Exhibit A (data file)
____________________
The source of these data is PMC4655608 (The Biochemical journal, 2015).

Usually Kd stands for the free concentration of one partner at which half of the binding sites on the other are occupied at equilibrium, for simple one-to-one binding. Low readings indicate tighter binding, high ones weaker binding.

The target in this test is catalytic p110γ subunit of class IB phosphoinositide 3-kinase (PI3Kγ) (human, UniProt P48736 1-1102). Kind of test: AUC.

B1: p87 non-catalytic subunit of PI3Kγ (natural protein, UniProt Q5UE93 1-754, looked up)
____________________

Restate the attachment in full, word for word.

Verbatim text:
The source of these data is PMC4655608 (The Biochemical journal, 2015).

Usually Kd stands for the free concentration of one partner at which half of the binding sites on the other are occupied at equilibrium, for simple one-to-one binding. Low readings indicate tighter binding, high ones weaker binding.

The target in this test is catalytic p110γ subunit of class IB phosphoinositide 3-kinase (PI3Kγ) (human, UniProt P48736 1-1102). Kind of test: AUC.

B1: p87 non-catalytic subunit of PI3Kγ (natural protein, UniProt Q5UE93 1-754, looked up)